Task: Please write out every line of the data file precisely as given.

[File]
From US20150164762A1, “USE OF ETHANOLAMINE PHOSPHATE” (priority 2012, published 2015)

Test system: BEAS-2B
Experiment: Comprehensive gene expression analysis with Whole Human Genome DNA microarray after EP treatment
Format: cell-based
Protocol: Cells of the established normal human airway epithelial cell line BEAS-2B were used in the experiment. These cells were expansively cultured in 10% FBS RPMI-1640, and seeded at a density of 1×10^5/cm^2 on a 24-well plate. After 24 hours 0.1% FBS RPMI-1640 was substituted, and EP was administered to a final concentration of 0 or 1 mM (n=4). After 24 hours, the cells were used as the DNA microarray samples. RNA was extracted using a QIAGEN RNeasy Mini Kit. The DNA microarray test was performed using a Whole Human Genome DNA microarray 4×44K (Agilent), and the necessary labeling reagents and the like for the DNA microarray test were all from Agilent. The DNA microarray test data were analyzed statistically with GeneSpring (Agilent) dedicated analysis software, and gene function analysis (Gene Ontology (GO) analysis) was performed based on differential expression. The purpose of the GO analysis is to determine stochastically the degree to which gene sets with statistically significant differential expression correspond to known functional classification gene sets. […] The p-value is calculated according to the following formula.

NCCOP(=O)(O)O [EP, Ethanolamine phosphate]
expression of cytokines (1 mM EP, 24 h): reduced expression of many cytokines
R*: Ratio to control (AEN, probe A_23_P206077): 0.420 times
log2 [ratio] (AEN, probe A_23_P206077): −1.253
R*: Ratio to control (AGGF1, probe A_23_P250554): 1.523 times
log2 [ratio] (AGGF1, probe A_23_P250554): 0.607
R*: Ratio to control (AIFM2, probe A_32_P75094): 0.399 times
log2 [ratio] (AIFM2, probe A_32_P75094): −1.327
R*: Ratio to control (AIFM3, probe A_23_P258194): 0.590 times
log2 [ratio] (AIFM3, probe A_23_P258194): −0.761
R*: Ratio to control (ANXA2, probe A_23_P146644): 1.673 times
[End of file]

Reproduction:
From US20150164762A1, “USE OF ETHANOLAMINE PHOSPHATE” (priority 2012, published 2015)

Test system: BEAS-2B
Experiment: Comprehensive gene expression analysis with Whole Human Genome DNA microarray after EP treatment
Format: cell-based
Protocol: Cells of the established normal human airway epithelial cell line BEAS-2B were used in the experiment. These cells were expansively cultured in 10% FBS RPMI-1640, and seeded at a density of 1×10^5/cm^2 on a 24-well plate. After 24 hours 0.1% FBS RPMI-1640 was substituted, and EP was administered to a final concentration of 0 or 1 mM (n=4). After 24 hours, the cells were used as the DNA microarray samples. RNA was extracted using a QIAGEN RNeasy Mini Kit. The DNA microarray test was performed using a Whole Human Genome DNA microarray 4×44K (Agilent), and the necessary labeling reagents and the like for the DNA microarray test were all from Agilent. The DNA microarray test data were analyzed statistically with GeneSpring (Agilent) dedicated analysis software, and gene function analysis (Gene Ontology (GO) analysis) was performed based on differential expression. The purpose of the GO analysis is to determine stochastically the degree to which gene sets with statistically significant differential expression correspond to known functional classification gene sets. […] The p-value is calculated according to the following formula.

NCCOP(=O)(O)O [EP, Ethanolamine phosphate]
expression of cytokines (1 mM EP, 24 h): reduced expression of many cytokines
R*: Ratio to control (AEN, probe A_23_P206077): 0.420 times
log2 [ratio] (AEN, probe A_23_P206077): −1.253
R*: Ratio to control (AGGF1, probe A_23_P250554): 1.523 times
log2 [ratio] (AGGF1, probe A_23_P250554): 0.607
R*: Ratio to control (AIFM2, probe A_32_P75094): 0.399 times
log2 [ratio] (AIFM2, probe A_32_P75094): −1.327
R*: Ratio to control (AIFM3, probe A_23_P258194): 0.590 times
log2 [ratio] (AIFM3, probe A_23_P258194): −0.761
R*: Ratio to control (ANXA2, probe A_23_P146644): 1.673 times